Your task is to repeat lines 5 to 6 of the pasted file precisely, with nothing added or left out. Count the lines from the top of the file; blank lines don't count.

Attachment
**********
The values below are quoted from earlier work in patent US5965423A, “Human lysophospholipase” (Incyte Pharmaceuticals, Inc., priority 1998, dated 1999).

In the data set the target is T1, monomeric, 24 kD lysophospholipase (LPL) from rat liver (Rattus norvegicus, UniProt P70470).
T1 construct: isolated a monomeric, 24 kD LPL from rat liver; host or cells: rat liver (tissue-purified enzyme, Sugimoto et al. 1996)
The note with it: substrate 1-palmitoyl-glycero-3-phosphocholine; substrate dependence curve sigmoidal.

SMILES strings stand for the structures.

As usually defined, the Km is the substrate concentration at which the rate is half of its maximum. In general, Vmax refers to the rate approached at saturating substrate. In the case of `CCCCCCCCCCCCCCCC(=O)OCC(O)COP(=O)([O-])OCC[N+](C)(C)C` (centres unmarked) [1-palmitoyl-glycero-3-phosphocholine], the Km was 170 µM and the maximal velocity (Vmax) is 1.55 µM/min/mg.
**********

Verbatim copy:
SMILES strings stand for the structures.

As usually defined, the Km is the substrate concentration at which the rate is half of its maximum. In general, Vmax refers to the rate approached at saturating substrate. In the case of `CCCCCCCCCCCCCCCC(=O)OCC(O)COP(=O)([O-])OCC[N+](C)(C)C` (centres unmarked) [1-palmitoyl-glycero-3-phosphocholine], the Km was 170 µM and the maximal velocity (Vmax) is 1.55 µM/min/mg.